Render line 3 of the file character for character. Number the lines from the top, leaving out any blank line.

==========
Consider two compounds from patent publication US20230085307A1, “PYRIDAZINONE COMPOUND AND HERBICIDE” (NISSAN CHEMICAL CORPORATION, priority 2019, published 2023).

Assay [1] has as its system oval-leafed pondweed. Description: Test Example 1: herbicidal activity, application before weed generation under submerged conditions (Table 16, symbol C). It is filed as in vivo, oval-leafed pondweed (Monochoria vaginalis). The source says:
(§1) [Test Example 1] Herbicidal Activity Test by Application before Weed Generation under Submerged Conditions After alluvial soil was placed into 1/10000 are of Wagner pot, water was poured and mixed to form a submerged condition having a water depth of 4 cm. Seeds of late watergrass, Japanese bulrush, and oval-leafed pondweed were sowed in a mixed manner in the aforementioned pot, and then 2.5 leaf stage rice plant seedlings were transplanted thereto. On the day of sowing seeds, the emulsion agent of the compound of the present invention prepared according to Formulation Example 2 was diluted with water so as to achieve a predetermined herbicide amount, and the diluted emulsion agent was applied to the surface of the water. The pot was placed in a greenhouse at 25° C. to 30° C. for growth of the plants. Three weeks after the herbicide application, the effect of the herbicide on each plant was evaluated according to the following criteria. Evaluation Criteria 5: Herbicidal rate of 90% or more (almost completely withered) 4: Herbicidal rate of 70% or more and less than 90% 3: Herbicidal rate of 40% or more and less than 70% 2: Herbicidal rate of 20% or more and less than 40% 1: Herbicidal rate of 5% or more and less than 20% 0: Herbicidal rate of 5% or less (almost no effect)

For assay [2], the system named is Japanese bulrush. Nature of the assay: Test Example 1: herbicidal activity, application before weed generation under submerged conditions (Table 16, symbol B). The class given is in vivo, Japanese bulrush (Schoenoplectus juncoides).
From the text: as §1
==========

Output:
(§1) [Test Example 1] Herbicidal Activity Test by Application before Weed Generation under Submerged Conditions After alluvial soil was placed into 1/10000 are of Wagner pot, water was poured and mixed to form a submerged condition having a water depth of 4 cm. Seeds of late watergrass, Japanese bulrush, and oval-leafed pondweed were sowed in a mixed manner in the aforementioned pot, and then 2.5 leaf stage rice plant seedlings were transplanted thereto. On the day of sowing seeds, the emulsion agent of the compound of the present invention prepared according to Formulation Example 2 was diluted with water so as to achieve a predetermined herbicide amount, and the diluted emulsion agent was applied to the surface of the water. The pot was placed in a greenhouse at 25° C. to 30° C. for growth of the plants. Three weeks after the herbicide application, the effect of the herbicide on each plant was evaluated according to the following criteria. Evaluation Criteria 5: Herbicidal rate of 90% or more (almost completely withered) 4: Herbicidal rate of 70% or more and less than 90% 3: Herbicidal rate of 40% or more and less than 70% 2: Herbicidal rate of 20% or more and less than 40% 1: Herbicidal rate of 5% or more and less than 20% 0: Herbicidal rate of 5% or less (almost no effect)